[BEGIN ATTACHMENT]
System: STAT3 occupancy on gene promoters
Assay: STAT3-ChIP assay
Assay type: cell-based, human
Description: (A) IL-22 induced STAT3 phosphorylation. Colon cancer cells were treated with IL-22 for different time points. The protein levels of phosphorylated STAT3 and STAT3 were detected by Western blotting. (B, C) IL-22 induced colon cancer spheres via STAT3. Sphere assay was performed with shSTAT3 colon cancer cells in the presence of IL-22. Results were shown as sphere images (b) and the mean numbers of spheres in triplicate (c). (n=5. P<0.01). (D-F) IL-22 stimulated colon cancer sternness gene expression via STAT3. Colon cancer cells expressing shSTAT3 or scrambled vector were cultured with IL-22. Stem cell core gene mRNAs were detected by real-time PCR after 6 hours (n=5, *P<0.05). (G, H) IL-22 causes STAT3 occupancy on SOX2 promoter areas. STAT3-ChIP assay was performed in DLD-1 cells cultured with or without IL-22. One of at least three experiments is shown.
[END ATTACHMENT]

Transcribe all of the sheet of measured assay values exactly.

System: STAT3 occupancy on gene promoters
Assay: STAT3-ChIP assay
Assay type: cell-based, human
Description: (A) IL-22 induced STAT3 phosphorylation. Colon cancer cells were treated with IL-22 for different time points. The protein levels of phosphorylated STAT3 and STAT3 were detected by Western blotting. (B, C) IL-22 induced colon cancer spheres via STAT3. Sphere assay was performed with shSTAT3 colon cancer cells in the presence of IL-22. Results were shown as sphere images (b) and the mean numbers of spheres in triplicate (c). (n=5. P<0.01). (D-F) IL-22 stimulated colon cancer sternness gene expression via STAT3. Colon cancer cells expressing shSTAT3 or scrambled vector were cultured with IL-22. Stem cell core gene mRNAs were detected by real-time PCR after 6 hours (n=5, *P<0.05). (G, H) IL-22 causes STAT3 occupancy on SOX2 promoter areas. STAT3-ChIP assay was performed in DLD-1 cells cultured with or without IL-22. One of at least three experiments is shown.